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January 11, 2012

The Facts About Marijuana

by nampadmin

1. Our current legal drugs—alcohol and tobacco—are examples of commercialized products with addiction potential and high usage rates fueled by easy availability. Although these products are taxed, neither produces a net economic benefit to society. The healthcare and criminal justice costs associated with alcohol and tobacco far surpass the tax revenue they generate, and little of the taxes collected on these substances is contributed to the offset of their substantial social and health costs.
 
2. Federal excise taxes collected on alcohol in 2007 totaled around $9 billion and states collected around $5.6 billion.   Taken together, this is less than 10 percent of the more than $185 billion in alcohol-related social costs such as healthcare, lost productivity, and criminal justice system expenses.53 Nor does tobacco carry its economic weight when taxed: each year, tobacco use generates only about $23 billion in taxes but results in more than $183 billion per year in direct medical expenses as well as lost productivity.
 
3. Advocates of legalization say the costs of prohibition, mainly through the criminal justice system, place a great burden on taxpayers and governments. While there are certainly costs to current prohibitions, legalizing drugs would not cut costs associated with the criminal justice system. 
 
4. Marijuana use is the highest it has been in 8 years. In 2010, daily marijuana use increased significantly among all three grades surveyed (8th, 10th, and 12th graders) in the Monitor The Future (MTF) study. 
 
5. One in 11 people who start marijuana use will become addicted—a rate that rises to one in six when use begins during adolescence.   In 2009, marijuana was involved in 376,000 emergency department visits nationwide.
 
6. Making matters worse, confusing messages being conveyed by the entertainment industry, media, proponents of “medical” marijuana, and political campaigns to legalize all marijuana use perpetuate the false notion that marijuana use is harmless and aim to establish commercial access to the drug. This significantly diminishes efforts to keep our young people drug free and hampers the struggle of those recovering from addiction.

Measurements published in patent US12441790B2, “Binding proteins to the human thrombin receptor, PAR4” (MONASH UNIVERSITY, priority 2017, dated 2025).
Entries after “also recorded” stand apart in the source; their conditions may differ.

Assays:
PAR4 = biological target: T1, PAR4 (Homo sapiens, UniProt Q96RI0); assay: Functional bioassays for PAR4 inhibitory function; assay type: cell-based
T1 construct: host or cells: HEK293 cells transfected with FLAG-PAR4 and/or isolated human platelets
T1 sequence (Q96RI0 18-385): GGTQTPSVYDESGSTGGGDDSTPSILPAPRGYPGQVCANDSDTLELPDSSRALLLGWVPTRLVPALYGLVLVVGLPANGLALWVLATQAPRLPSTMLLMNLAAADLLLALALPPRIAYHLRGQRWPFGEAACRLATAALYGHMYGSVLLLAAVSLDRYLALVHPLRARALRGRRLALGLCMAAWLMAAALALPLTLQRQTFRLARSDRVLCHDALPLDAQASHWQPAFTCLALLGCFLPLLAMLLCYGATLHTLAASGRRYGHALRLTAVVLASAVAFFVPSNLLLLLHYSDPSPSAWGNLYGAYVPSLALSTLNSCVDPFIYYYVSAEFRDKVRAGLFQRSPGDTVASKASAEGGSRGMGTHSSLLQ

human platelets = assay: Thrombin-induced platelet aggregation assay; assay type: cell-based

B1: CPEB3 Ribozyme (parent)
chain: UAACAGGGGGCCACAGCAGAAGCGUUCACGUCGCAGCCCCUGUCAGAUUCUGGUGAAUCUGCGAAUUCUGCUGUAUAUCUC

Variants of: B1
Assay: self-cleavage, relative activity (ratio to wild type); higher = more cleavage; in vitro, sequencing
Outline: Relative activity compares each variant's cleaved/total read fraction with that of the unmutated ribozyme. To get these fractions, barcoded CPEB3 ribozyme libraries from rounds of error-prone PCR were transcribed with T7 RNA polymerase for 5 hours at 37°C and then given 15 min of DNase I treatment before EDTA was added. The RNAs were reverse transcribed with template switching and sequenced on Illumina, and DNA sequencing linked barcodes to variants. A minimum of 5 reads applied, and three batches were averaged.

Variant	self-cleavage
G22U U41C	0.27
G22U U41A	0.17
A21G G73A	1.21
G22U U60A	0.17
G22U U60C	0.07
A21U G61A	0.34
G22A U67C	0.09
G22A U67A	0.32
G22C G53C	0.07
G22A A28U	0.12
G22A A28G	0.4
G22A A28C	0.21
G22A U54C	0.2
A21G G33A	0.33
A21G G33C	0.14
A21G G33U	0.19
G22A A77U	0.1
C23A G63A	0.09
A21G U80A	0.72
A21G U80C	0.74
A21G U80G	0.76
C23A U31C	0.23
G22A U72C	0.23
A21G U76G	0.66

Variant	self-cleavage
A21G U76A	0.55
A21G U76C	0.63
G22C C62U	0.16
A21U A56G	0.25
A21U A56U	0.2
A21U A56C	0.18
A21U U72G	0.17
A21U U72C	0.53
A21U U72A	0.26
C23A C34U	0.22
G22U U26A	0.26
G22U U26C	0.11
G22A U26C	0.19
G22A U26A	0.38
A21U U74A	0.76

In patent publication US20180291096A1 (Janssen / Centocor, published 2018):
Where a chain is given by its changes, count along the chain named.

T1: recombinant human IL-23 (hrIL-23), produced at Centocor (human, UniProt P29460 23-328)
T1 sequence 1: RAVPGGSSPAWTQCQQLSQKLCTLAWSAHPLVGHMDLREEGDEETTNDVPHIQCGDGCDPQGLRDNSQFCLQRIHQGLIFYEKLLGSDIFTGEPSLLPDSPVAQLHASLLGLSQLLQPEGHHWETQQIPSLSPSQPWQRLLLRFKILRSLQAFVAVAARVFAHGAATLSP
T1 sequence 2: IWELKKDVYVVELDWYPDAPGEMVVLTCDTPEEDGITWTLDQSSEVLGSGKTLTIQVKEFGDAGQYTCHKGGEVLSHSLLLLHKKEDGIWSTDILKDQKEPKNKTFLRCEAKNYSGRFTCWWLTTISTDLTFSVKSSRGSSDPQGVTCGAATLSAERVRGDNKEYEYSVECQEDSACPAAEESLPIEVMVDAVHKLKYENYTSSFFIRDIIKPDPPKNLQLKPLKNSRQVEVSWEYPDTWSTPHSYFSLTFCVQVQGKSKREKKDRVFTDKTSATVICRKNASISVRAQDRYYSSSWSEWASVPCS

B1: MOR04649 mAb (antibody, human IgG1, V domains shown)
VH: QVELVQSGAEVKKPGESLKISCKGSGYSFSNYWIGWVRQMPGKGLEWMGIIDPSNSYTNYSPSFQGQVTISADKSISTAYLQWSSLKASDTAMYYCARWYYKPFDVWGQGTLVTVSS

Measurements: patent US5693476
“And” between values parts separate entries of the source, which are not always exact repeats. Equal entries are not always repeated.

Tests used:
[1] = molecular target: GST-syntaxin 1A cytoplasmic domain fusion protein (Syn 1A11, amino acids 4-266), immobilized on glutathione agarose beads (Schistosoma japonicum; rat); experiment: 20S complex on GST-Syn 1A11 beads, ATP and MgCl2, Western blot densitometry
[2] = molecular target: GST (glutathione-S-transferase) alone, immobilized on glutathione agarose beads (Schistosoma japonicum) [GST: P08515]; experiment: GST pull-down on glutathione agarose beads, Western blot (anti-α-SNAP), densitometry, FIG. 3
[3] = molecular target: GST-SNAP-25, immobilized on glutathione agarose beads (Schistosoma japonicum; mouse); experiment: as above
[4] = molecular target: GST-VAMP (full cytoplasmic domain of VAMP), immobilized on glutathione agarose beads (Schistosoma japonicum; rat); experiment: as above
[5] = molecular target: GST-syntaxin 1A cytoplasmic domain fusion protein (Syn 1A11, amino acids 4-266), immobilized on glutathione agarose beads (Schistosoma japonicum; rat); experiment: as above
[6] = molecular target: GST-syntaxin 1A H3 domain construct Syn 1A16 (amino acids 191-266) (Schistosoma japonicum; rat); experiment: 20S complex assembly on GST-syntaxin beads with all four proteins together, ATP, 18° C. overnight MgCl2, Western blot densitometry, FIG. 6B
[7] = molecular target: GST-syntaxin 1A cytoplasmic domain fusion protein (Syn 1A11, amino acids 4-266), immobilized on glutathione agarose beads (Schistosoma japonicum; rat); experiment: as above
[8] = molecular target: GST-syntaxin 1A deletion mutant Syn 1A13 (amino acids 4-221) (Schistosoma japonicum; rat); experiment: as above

7. The Administration steadfastly opposes drug legalization. Legalization runs counter to a public health approach to drug control because it would increase the availability of drugs, reduce their price, undermine prevention activities, hinder recovery support efforts, and pose a significant health and safety risk to all Americans, especially our youth.

8. There is no substitute for the scientific approval process employed by the FDA. For a drug to be made available to the public as medicine, the FDA requires rigorous research followed by tests for safety and efficacy. Only then can a substance be classified as medicine and prescribed by qualified health care professionals to patients.
 
9. In the wake of state and local laws that permit distribution of “medical” marijuana, dozens of localities have been left to grapple with poorly written laws that bypass the FDA process and allow marijuana to be used as a so-called medicine. John Knight, director of the Center for Adolescent Substance Abuse Research at Children’s Hospital Boston, recently wrote: “Marijuana has gotten a free ride of sorts among the general public, who view it as non-addictive and less impairing than other drugs. However, medical science tells a different story.”
 
10. Similarly, Christian Thurstone, a board-certified Child and Adolescent Psychiatrist, an Addiction Psychiatrist, and also an Assistant Professor of Psychiatry at the University of Colorado, said:  In the absence of credible data, this debate is being dominated by bad science and misinformation from people interested in using medical marijuana as a step to legalization for recreational use. Bypassing the FDA’s well-established approval process has created a mess that especially affects children and adolescents. Young people, who are clearly being targeted with medical marijuana advertising and diversion, are most vulnerable to developing marijuana addiction and suffering from its lasting effects.
 
11. Outside the context of Federally approved research, the use and distribution of marijuana is prohibited in the United States.

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